Question: I’m looking for your help in resolving an issue with a deal I found on Livingsocial.com. Recently, it published an offer for the Indy 500, which had options for $39 general seating, or $150 a person VIP seating. I wanted to attend with a few friends, so we all signed up for the VIP seats.
Livingsocial has an offer where if you purchase a deal, and then get three friends to do so as well, then you get yours free. Now, we all wanted to sit together, but figured 4 for the price of 3 wasn’t bad; however, there was no information on the deal page about seating policies. So I emailed customer support (their phone lines were down after their recent password issues) to ask whether this was possible.
After several emails back and forth, a representative called me and said she didn’t see a problem in having us sit together, even though we bought the tickets separately, and would confirm. So we went ahead and bought the tickets. Which is when things started to go south.
Shortly after buying the deal, I received an email letting me know that they would not be able to guarantee that we would be able to sit together, as we bought tickets separately. That is something I can understand.
I asked whether they could try to seat us together, and that I would appreciate an assurance that they try to seat us together. I received a brusque email reply telling me that I can’t have my cake and eat it too, and that I could opt to sit together or save on the single deal, and I chose to save on single deal.
Now this was not the communication initially outlined, which irked me. However, I offered that they refund me my deal so that all four of us could pay the full price of the pass, but simply ensure we are seated together, because at that point, we would have paid the same as four people having bought the tickets together. I received a one-line email back saying that since more than 24 hours have passed from the time the deal was issued, they would not do a thing.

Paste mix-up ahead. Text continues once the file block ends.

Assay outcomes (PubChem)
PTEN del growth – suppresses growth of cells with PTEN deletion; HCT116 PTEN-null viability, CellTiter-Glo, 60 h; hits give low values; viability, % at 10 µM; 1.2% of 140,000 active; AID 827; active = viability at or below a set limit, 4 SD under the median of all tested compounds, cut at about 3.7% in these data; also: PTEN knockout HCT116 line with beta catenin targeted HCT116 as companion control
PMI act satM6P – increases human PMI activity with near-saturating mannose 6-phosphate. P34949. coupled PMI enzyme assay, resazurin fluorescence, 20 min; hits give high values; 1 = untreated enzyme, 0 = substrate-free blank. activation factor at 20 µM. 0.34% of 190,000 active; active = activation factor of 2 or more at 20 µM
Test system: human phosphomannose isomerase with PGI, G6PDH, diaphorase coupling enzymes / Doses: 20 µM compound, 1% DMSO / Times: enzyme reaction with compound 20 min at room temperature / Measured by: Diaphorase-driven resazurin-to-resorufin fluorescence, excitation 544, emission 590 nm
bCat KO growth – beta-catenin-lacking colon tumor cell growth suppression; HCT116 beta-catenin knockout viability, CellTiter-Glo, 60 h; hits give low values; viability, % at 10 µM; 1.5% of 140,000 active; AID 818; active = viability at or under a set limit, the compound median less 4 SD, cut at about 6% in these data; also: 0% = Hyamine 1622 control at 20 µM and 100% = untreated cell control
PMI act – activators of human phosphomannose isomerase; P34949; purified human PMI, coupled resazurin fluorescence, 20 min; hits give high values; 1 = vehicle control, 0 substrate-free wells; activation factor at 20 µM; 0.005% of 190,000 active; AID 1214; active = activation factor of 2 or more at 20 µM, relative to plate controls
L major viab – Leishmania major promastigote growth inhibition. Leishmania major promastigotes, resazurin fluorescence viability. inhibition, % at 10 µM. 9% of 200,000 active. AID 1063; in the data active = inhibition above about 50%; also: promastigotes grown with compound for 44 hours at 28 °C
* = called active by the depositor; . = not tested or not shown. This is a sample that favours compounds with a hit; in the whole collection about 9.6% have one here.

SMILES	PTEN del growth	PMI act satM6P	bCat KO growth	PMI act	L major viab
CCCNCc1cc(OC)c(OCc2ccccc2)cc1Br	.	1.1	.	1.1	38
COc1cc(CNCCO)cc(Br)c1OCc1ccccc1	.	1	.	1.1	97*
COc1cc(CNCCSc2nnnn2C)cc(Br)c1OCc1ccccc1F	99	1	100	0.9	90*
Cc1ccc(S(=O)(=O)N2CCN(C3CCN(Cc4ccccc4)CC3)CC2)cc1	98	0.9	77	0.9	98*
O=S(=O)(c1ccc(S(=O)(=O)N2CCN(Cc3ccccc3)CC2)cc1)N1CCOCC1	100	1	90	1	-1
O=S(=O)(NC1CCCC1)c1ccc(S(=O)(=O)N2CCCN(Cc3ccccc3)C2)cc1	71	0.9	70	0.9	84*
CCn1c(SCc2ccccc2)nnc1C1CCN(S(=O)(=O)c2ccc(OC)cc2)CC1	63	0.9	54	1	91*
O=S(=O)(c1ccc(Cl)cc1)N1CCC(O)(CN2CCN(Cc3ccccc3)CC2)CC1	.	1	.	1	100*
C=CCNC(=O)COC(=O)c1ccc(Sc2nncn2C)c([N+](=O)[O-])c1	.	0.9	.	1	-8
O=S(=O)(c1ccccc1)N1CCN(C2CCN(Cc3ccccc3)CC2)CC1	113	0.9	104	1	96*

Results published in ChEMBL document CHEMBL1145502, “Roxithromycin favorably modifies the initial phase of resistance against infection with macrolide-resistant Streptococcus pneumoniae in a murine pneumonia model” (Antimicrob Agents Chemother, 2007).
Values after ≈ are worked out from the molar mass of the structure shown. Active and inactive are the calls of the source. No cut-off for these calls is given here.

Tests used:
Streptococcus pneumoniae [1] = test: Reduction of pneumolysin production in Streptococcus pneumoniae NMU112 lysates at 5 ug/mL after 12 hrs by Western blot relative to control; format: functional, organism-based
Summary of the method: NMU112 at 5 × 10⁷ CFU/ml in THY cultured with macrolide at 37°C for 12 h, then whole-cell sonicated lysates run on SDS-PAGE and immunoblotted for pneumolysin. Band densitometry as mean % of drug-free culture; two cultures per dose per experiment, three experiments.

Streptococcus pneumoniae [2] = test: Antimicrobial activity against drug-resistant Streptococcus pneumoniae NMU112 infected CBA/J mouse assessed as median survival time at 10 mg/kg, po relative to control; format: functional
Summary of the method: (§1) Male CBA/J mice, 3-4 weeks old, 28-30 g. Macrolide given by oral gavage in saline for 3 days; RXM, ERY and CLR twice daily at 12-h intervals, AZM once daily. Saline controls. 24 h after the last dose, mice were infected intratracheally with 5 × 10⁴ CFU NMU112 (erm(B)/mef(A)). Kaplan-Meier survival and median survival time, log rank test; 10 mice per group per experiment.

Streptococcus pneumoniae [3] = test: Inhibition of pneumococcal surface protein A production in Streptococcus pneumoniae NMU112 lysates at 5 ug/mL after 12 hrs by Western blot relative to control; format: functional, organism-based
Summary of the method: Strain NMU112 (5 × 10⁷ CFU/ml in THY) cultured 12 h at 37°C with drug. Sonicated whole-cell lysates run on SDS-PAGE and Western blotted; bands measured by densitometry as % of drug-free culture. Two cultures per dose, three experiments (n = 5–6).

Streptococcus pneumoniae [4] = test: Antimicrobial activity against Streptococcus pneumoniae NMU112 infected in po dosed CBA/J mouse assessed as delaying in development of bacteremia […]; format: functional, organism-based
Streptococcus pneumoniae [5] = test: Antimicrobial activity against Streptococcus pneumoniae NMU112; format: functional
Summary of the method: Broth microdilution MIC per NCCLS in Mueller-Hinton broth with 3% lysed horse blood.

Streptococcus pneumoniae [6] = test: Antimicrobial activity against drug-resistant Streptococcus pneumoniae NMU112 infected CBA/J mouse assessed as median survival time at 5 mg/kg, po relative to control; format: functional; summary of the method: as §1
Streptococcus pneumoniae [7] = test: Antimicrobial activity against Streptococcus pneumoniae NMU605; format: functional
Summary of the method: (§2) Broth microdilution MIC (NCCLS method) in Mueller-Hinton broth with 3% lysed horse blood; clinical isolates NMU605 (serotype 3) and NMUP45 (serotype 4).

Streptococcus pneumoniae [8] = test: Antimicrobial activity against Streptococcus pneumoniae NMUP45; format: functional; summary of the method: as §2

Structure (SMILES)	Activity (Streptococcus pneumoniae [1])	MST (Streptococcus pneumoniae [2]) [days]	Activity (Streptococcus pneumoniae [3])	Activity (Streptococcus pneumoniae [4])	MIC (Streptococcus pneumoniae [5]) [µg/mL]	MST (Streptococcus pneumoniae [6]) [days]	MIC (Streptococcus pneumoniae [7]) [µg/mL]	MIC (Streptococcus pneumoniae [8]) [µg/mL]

Since then I have tried to call, and sent emails, and have not gotten any replies — they always seem to be “getting back to me” on this.
I do not even mind paying the extra $150 to ensure we are seated together — we have not received seat assignments yet and there is a chance we can still end up seated together. However, if we are not, this would be a very expensive trip for a lot of us (as people are flying in for this) in which we would not be able to enjoy each other’s company and thus making this entire trip a complete waste of time. Can you help? — Akhil Kejriwal, Cleveland
Answer: The Indy 500 race is a social event, which is something a site that calls itself Living Social ought to understand. If a representative gave you assurances that you could sit together, then the company should have made every effort to do so rather than blowing you off with one-liner emails.
Livingsocial’s terms and conditions are hopelessly confusing. I can’t tell which rules applied to your event tickets, since there are several offer categories, each with similar-sounding names. But in reviewing all of the terms, it seems clear to me that the promise to sit together isn’t part of the terms. So you would have to take the Livingsocial representative at her word.
Promises made by a representative on the phone are all but meaningless. And to be honest, as I review your own recollection of the conversation, it didn’t really sound like much of a promise, but more of a pledge to try to seat you together. That’s not gonna cut it.
Instead of the endless back and forth by email, I might have sent your whole thread to someone higher up at Livingsocial. You can find the right names on its website. Email addresses at Livingsocial are firstname.lastname@example.org.
I thought your request to refund the tickets and buy new ones at the full price wasn’t unreasonable. If Livingsocial had responded to you on time, then maybe the 24-hour window for refunds wouldn’t have closed.
I contacted Livingsocial on your behalf. The solution was really simple, and I’m surprised they didn’t tell you this by phone. Both the general admission and VIP lounge tickets for the Indy 500 are open seating, so they are first come, first served.
A representative called you and informed you about the seating policy. You also received $10 in Livingsocial vouchers to make up for the trouble.